I think that’s something relatable to all of us. So my challenge in that was showing the monster that she’s created herself to be, but that that monster has a possibility of living in all of us and that we can all relate to that. That’s how bad it can actually get. So, talking about Kids, this is Ruby all grown up. Maybe she didn’t get HIV/AIDS on that test, but what happens next? What life choices she makes at 15, 16 years old could be for the rest of her life. It’s thinking about playing Mimi and we romanticize Mimi as a stripper who’s addicted to drugs, to heroin, and she finds love and there’s sing-song and dancing and she dies but she comes back in the end and it’s like, “Yay!” But this is Mimi that, instead of contracting HIV and AIDS, gets pregnant and doesn’t find that chosen family. She ended up in the street and it just spiralled from there.

I think I’ve been lucky in that I’ve gotten to play so many different types of roles that sometimes really do touch on the subject matter. Sometimes they are completely not about that at all, but to have this opportunity to show this other side of it, I think that’s really important because there’s going to be a lot of Junes that you’re going to walk by to go into the theater to see this movie. But hopefully when you walk out, as much as you might have ignored her and stepped over her on your way in, hopefully you will see Apple on the way out and you’ll be like, “Hold on a second, let me see you.”

Apple was clearly, statistically on the road to being exactly like her mom. And if it wasn’t for people stepping in and going, “Hey little girl, I know the world’s really put you down. You have every right to be angry. You’re been told since you were a child that mommy and daddy were supposed to love you and take care of you, and that’s not been your reality and I can’t undo that. And I know I’m a stranger and you have no reason to trust me, but I’m telling you I see you, I care about you and I have a home here and you really don’t have to sleep on the street tonight if you don’t want to. You’re more than welcome.”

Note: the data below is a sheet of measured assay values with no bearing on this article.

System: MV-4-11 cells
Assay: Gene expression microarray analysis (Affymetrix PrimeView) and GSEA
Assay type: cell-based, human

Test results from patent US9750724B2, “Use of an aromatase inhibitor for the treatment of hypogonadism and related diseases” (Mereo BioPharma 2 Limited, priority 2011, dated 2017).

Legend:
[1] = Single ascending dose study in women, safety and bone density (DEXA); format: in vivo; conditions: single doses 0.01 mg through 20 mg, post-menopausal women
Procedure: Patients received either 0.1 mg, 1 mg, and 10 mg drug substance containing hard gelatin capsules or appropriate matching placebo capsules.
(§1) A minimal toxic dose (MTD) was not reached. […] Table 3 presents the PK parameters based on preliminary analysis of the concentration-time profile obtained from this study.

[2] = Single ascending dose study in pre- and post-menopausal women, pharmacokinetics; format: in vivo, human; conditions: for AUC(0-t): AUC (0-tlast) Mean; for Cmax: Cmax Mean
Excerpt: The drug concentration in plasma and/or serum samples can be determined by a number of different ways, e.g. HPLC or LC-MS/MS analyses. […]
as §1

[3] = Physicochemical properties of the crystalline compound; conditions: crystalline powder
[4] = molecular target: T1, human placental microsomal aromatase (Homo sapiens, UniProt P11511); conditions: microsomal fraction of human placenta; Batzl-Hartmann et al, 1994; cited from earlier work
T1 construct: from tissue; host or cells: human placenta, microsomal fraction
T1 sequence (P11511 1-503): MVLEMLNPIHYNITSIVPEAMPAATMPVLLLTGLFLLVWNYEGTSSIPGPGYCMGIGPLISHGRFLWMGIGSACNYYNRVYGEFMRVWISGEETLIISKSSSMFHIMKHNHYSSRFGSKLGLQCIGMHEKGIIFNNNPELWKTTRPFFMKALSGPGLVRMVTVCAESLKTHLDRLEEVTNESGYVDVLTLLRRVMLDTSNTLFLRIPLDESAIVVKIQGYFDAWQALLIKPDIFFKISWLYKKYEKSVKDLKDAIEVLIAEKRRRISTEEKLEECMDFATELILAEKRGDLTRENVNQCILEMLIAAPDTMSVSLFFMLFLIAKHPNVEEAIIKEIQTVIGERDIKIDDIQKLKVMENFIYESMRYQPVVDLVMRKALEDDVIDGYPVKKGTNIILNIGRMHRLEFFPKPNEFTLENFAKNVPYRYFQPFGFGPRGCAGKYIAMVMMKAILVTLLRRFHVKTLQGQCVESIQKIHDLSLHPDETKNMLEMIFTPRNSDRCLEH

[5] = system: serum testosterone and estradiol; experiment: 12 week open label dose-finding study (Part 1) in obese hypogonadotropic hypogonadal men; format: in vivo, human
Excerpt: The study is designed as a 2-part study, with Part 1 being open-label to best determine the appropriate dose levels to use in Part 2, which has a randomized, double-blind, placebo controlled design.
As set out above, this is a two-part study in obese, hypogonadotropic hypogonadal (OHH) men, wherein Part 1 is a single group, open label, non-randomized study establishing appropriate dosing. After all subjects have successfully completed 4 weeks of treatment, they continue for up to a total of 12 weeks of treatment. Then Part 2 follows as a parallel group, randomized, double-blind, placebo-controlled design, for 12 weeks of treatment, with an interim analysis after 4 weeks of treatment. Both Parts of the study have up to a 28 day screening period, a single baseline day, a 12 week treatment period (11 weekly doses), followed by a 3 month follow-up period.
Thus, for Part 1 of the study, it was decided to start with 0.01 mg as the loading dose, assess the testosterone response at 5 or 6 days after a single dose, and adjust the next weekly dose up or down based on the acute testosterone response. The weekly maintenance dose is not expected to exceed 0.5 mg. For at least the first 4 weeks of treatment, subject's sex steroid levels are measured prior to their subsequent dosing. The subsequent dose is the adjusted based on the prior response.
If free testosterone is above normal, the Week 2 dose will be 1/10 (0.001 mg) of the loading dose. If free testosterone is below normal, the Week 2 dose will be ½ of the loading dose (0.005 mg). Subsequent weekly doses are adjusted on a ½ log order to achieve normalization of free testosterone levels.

The choice of that is on both sides because you can’t take an addict and stick them in a shelter and think it’s going to work out. They have to choose to be there. There’s such beauty in that connection, so for me it was so awesome looking at Vanessa on day one and she was in it and I was in it, and she wasn’t going to look silly by putting herself out there because I was going to make sure that the demon that she was running from was that scary. And on the other side of it was her transformation. It doesn’t matter if you don’t get to see it in her because you see it enough in Apple that it makes you remember June and go, “Oh wait, she was also a teenage mom and that could have also been her.” And it’s actually shame on you if you just think monster and write her off because she’s a person, you know?

I think there’s such power in that so I’m really grateful to Ron for doing this, and he didn’t make it up. He really met these people and did the real thing and made it good. I think if you try to just write a story about poor girls and crack addiction, well, we’ve kind of seen that fall on its face before. To dramatize it feels wrong. This was something else. This felt like sharing it and it was really cool to do it with the people there every day giving their blessing on it. It made it really impactful.